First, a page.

"The Biographer's Tale" by A.S. Byatt

A disillusioned student forsakes literary theory to unearth the truth about an enigmatic writer in the latest feast for the mind by the author of "Possession."

Published January 11, 2001 7:11PM (EST)

With her latest novel, A.S. Byatt returns to some of the elements that made "Possession" a bestseller and Booker Prize winner in 1990: an attempt to unearth the secrets of a dead writer, a parody of postmodern literary criticism, a passion that springs from scholarly collaboration and a prevailing sense that the writers, artists and thinkers of the past lived more deeply than we do today. Yet this is an imp of a novel in light of its predecessor, for it's hard to imagine a book that more insistently and craftily undermines all the old-fashioned satisfactions of "Possession."

Is it possible for someone who loves the earlier novel to also savor this book, which is its antidote -- or, I suspect Byatt believes, its cure? Yes, but it will take a flexible and unsentimental reader. "The Biographer's Tale" is as inventive, playful, brainy and wonderfully written as "Possession," perhaps even more so, but it's a bit like a plain, sardonic younger sister overshadowed by her sunny, beautiful older sibling; it's less charming, but more honest, and in its own way just as good company.

The biographer of the title is Phineas G. Nanson, a British postgraduate student who realizes, in the midst of a lecture on Empedocles and Lacan, that he has had enough. He decides to turn away from post-structuralist theory to pursue "a life full of things ... full of facts." Those two terms are carefully chosen, for to the fastidious Phineas, whole territories of thought and vocabulary have been declared off limits: His theoretical training has taught him to eschew such words as "real," "identify" and "persons." By the end of his adventures, however, he will consider himself "addicted to forbidden words, words critical theorists can't use and writers can."

The key to Phineas' escape, the source of those salutary facts, is Scholes Destry-Scholes, a scholar who in the 1950s wrote a three-volume biography of one of those astonishing Victorian polymaths -- an explorer, master of disguise, diplomat, soldier, naturalist, linguist, historian and bon vivant who knocked off a few novels whenever he wasn't otherwise engaged. Phineas' advisor persuades him to become the biographer's biographer, and Byatt's tale is set in motion. In the course of pursuing the elusive Destry-Scholes, Phineas will become entangled with an earthy female bee taxonomist and an ethereal X-ray technician; get a job at Puck's Girdle, a fantastical travel agency run with "a Fourieriste ambition to cater to all tastes," according to one of its gay proprietors; tangle with a sinister gentleman who wants to see just how far that Fourieriste philosophy will extend in the arrangement of "special" holidays; and discover two caches of enigmatic documents written by his even more enigmatic subject.

The first cache, excitingly enough, includes biographical writings on three unnamed men, whose identities Phineas eventually decodes (a legendary naturalist, a less well-known one and a playwright -- all genuine historical figures, by the way). However, each of the biographical fragments contains certain fabrications, all of a particular nature. Then there's the box of index cards and photographs Destry-Scholes left behind (along with a pouch of beautiful antique marbles) before he disappeared in the vicinity of the Maelstrom, a whirlpool off the coast of Norway.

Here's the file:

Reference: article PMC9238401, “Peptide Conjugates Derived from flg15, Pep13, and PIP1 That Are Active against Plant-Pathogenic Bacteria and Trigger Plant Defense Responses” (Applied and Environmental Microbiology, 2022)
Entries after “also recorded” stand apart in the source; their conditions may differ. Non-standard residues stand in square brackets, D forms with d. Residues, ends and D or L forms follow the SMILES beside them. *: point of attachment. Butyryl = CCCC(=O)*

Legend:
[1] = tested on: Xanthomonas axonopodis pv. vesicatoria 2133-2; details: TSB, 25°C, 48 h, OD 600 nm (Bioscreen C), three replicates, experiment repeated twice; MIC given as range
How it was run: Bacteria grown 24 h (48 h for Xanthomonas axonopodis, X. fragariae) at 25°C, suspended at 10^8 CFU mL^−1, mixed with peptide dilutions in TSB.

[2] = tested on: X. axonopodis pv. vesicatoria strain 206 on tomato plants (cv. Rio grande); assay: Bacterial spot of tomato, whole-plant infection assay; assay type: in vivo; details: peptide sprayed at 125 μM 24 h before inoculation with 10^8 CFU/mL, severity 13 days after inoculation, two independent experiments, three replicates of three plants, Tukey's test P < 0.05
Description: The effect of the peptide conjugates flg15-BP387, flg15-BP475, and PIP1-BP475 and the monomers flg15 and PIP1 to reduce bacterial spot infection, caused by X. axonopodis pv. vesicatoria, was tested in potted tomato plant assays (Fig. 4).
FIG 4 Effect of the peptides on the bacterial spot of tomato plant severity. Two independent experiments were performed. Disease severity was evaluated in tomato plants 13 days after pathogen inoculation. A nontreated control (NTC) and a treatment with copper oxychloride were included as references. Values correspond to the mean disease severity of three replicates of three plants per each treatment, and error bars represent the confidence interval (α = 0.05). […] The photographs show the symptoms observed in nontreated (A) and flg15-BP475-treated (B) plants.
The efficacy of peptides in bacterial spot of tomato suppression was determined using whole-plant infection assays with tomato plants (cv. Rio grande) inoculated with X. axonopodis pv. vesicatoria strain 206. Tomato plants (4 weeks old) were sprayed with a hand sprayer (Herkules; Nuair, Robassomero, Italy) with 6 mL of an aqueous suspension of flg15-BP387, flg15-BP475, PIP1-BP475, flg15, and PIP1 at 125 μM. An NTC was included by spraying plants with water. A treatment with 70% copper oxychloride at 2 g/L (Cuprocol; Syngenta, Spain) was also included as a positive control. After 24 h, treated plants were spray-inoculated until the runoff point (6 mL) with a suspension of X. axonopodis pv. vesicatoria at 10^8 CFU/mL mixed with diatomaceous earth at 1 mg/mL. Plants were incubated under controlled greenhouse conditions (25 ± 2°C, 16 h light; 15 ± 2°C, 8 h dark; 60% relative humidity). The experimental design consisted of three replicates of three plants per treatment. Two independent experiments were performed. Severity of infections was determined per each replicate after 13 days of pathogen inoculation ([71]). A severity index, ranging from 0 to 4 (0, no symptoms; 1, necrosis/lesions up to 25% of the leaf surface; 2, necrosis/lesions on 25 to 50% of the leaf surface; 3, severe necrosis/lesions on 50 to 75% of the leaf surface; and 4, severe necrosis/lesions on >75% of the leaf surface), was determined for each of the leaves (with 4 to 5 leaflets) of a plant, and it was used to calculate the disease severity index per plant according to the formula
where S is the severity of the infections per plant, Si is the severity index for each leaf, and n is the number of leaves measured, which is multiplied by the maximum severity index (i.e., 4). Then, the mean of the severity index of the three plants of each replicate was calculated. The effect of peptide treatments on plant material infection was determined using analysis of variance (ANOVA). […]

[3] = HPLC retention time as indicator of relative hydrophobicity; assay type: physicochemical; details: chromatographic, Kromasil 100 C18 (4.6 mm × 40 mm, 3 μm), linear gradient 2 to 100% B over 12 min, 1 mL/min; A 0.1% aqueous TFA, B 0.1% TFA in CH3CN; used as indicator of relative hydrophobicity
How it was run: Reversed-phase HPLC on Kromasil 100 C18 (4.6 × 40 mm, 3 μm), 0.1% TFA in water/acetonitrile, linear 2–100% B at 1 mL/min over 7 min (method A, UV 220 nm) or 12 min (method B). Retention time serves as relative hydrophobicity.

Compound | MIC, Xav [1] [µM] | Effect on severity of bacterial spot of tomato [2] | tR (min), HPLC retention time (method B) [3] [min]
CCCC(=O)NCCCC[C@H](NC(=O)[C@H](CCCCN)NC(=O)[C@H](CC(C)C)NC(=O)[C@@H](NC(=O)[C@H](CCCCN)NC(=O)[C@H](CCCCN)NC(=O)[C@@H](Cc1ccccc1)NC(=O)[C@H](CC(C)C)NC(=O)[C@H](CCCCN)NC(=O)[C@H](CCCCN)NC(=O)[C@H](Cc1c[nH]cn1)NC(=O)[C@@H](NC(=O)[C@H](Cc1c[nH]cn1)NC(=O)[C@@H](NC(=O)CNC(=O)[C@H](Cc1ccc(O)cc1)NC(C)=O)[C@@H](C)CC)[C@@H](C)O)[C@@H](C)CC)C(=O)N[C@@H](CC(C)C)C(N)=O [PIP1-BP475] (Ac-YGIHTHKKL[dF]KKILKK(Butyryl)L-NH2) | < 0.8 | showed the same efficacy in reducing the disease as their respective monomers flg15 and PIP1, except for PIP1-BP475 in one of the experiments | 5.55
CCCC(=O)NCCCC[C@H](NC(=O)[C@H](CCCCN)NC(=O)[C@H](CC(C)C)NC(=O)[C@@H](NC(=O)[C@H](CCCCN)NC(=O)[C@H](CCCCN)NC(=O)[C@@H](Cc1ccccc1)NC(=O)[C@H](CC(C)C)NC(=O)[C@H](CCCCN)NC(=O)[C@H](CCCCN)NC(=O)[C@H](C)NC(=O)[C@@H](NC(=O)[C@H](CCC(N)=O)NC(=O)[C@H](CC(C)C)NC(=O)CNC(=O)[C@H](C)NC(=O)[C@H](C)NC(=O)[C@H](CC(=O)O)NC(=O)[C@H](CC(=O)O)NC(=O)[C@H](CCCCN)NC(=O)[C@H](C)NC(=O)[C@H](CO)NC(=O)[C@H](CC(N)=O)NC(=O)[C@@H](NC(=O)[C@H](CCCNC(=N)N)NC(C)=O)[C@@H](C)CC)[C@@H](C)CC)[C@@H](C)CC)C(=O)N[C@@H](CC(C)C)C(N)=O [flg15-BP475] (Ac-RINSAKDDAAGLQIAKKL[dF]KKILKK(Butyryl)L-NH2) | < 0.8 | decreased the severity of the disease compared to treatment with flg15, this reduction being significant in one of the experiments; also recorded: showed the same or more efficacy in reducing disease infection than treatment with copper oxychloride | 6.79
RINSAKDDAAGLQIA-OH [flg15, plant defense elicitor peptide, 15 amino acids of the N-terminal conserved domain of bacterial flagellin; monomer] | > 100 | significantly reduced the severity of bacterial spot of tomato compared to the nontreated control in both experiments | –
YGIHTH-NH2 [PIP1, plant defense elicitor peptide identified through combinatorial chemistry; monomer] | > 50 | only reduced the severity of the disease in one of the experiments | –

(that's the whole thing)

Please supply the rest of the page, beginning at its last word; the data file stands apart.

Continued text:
"The Biographer's Tale" simmers with ideas, including forays into some of Byatt's abiding preoccupations -- insects, sadism, the Victorians, utopianism and "In Memoriam," Tennyson's orgy of poeticized grief; it's a feast for the mind without ever losing its momentum as a story. The book's prevailing questions, however, concern the possibility of ever understanding the dead, particularly if they preferred to remain unknowable. (Phineas can't even locate a photograph of Destry-Scholes.) In writing about his quest, Phineas tries mightily to avoid the sin of autobiography, a form he considers "repulsive. I was brought up as a child to believe in self-effacement, and as a student to believe in impersonality." All the while, of course, he is ferociously stamping his own character onto the book with statements like that one.

"The Biographer's Tale" won't leave most readers with the gratifying sense of closure granted by "Possession," and it isn't exactly a love story either; there's plenty of sex but no great romance. It's a rigorous novel that refuses to coddle us and warm our hearts, but at the same time it lavishes riches upon its readers. So perhaps it's fitting that "The Biographer's Tale" is about giving up not just literary criticism but literature itself; it's Byatt's most heartfelt paean to the natural sciences. "The too-much-loved earth will always exceed our power to describe, or imagine, or understand it," writes Phineas (though, please note, he's still writing). "It is all we have." The final, sly irony in that is how it took such a sumptuously literary novel to tell us so.

By Laura Miller

Laura Miller is the author of "The Magician's Book: A Skeptic's Adventures in Narnia."

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